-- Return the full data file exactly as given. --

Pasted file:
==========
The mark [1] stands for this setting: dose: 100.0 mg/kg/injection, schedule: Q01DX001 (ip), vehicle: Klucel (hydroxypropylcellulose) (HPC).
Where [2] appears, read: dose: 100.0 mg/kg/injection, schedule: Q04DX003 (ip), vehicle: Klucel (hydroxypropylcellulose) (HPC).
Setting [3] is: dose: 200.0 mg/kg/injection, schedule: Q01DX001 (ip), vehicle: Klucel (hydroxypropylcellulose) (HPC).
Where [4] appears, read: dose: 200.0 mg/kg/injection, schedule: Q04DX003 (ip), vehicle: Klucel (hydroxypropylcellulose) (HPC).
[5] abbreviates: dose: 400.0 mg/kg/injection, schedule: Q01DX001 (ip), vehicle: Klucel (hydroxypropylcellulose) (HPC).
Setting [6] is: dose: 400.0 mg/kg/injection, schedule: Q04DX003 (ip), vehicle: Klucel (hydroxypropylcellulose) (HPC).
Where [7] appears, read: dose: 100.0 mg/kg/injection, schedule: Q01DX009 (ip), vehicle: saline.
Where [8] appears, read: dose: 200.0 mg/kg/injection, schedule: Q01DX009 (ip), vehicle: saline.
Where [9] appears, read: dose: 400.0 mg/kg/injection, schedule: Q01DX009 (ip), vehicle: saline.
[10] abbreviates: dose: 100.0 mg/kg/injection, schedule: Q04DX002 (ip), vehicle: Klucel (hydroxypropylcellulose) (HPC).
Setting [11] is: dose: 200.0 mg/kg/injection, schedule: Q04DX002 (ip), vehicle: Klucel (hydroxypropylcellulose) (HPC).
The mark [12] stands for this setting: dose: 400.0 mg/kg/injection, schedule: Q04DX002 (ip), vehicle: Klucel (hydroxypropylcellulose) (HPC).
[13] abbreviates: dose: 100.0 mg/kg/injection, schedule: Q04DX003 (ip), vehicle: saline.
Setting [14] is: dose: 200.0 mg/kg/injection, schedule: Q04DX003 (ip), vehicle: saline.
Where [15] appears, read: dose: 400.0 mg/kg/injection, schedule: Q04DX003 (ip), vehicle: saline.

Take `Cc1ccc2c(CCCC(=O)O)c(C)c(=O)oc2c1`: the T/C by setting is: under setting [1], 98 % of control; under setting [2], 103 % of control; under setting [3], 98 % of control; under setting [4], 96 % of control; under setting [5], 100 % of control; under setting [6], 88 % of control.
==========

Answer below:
The mark [1] stands for this setting: dose: 100.0 mg/kg/injection, schedule: Q01DX001 (ip), vehicle: Klucel (hydroxypropylcellulose) (HPC).
Where [2] appears, read: dose: 100.0 mg/kg/injection, schedule: Q04DX003 (ip), vehicle: Klucel (hydroxypropylcellulose) (HPC).
Setting [3] is: dose: 200.0 mg/kg/injection, schedule: Q01DX001 (ip), vehicle: Klucel (hydroxypropylcellulose) (HPC).
Where [4] appears, read: dose: 200.0 mg/kg/injection, schedule: Q04DX003 (ip), vehicle: Klucel (hydroxypropylcellulose) (HPC).
[5] abbreviates: dose: 400.0 mg/kg/injection, schedule: Q01DX001 (ip), vehicle: Klucel (hydroxypropylcellulose) (HPC).
Setting [6] is: dose: 400.0 mg/kg/injection, schedule: Q04DX003 (ip), vehicle: Klucel (hydroxypropylcellulose) (HPC).
Where [7] appears, read: dose: 100.0 mg/kg/injection, schedule: Q01DX009 (ip), vehicle: saline.
Where [8] appears, read: dose: 200.0 mg/kg/injection, schedule: Q01DX009 (ip), vehicle: saline.
Where [9] appears, read: dose: 400.0 mg/kg/injection, schedule: Q01DX009 (ip), vehicle: saline.
[10] abbreviates: dose: 100.0 mg/kg/injection, schedule: Q04DX002 (ip), vehicle: Klucel (hydroxypropylcellulose) (HPC).
Setting [11] is: dose: 200.0 mg/kg/injection, schedule: Q04DX002 (ip), vehicle: Klucel (hydroxypropylcellulose) (HPC).
The mark [12] stands for this setting: dose: 400.0 mg/kg/injection, schedule: Q04DX002 (ip), vehicle: Klucel (hydroxypropylcellulose) (HPC).
[13] abbreviates: dose: 100.0 mg/kg/injection, schedule: Q04DX003 (ip), vehicle: saline.
Setting [14] is: dose: 200.0 mg/kg/injection, schedule: Q04DX003 (ip), vehicle: saline.
Where [15] appears, read: dose: 400.0 mg/kg/injection, schedule: Q04DX003 (ip), vehicle: saline.

Take `Cc1ccc2c(CCCC(=O)O)c(C)c(=O)oc2c1`: the T/C by setting is: under setting [1], 98 % of control; under setting [2], 103 % of control; under setting [3], 98 % of control; under setting [4], 96 % of control; under setting [5], 100 % of control; under setting [6], 88 % of control.